In a move indicating that Rahul Gandhi will be the face of the Congress in the 2014 election, he was made the head of the Congress' election committee on Thursday. In this role, he will oversee the formation of alliances, creation of manifestos as well as the communication that the party will use to reach out to voters. He will also be looking at the functioning of the cream of Congress' leadership as the party prepares for eight state polls and the national election.
The announcement coincides with the continuing buzz about a larger role for him in the party, though he has already been acknowledged publicly as the "Number two" leader of the party after his mother and party president Sonia Gandhi. Speaking to NDTV immediately after the announcement, senior party leader Digvijaya Singh said that All India Congress Committee (AICC) reshuffle is still expected, hinting that the anticipated official elevation of Mr Gandhi could still be in the works. He also declined to commit if Mr Gandhi would be the PM candidate in 2014, saying "it was too soon but you can't rule out anything in politics". (Watch: Rahul will lead an aggressive campaign, says Digvijaya Singh
Mr Gandhi had declined, again, to take a role in government at the recent Cabinet reshuffle. His new role also put the party into full poll mode, with the announcement of three sub-committees, including the key pre-poll alliance group to be headed by senior party leader and defence minister AK Antony.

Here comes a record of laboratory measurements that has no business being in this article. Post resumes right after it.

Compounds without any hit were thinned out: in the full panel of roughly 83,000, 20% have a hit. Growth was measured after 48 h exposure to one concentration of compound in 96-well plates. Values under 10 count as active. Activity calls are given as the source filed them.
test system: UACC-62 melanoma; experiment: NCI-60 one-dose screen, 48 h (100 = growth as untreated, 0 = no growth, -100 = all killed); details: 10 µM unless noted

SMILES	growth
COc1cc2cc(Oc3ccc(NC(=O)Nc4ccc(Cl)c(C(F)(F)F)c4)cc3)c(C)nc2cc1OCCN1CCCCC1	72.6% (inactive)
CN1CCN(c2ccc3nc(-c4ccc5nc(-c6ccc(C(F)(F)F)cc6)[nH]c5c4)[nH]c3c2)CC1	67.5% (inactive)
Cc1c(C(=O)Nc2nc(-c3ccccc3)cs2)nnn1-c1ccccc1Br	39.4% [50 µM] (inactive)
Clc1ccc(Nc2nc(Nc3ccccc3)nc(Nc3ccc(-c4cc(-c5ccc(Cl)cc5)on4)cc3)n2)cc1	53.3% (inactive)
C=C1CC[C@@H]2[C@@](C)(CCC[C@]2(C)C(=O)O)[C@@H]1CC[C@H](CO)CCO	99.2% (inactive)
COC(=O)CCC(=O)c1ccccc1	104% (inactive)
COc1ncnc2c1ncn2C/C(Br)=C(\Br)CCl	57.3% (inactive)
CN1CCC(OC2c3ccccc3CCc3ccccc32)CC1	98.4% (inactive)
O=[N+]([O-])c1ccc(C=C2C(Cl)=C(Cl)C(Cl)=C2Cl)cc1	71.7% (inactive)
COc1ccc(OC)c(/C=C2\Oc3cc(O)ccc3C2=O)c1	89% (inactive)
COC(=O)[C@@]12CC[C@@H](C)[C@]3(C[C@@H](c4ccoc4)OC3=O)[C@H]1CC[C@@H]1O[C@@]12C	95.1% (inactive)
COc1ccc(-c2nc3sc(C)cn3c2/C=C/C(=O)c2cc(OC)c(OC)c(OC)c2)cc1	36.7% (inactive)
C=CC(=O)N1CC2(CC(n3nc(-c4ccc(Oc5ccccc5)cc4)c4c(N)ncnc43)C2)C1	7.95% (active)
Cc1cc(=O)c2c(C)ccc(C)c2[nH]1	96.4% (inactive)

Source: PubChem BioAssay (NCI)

Mr Gandhi had declined, again, to take a role in government at the recent Cabinet reshuffle.
It also put the party into full poll mode, with the announcement of three sub-committees, including the key pre-poll alliance group to be headed by senior party leader and defence minister AK Antony.
Assisting Mr Gandhi will be Ahmed Patel, Mrs Gandhi's political secretary, Janaradan Dwivedi, Jairam Ramesh, Madhusudan Mistry and Digvijaya Singh. Mr Singh had been at the helm of the Congress' campaign in Uttar Pradesh, which was also led by Mr Gandhi. The results for the party in that elections were very poor, though Mr Gandhi had said that he was more concerned with re-building the party's presence in the state than winning the election.
The announcement could also be designed to rejuvenate the party cadre and take the fight to the opposition as well as civil society groups who are constantly targetting both the party and the government for corruption. The government has also been fighting the perception of "policy paralysis" and a slowing economy though many of its recent reform measures to shake off both have created dissonance within the party.
The formation of the election committee was announced by Mrs Gandhi just days ago, at a Congress brainstorming session at the outskirts of Delhi, where both Mrs Gandhi and Rahul exhorted the top leadership gathered there to prepare for elections and to take its achievements to the voter.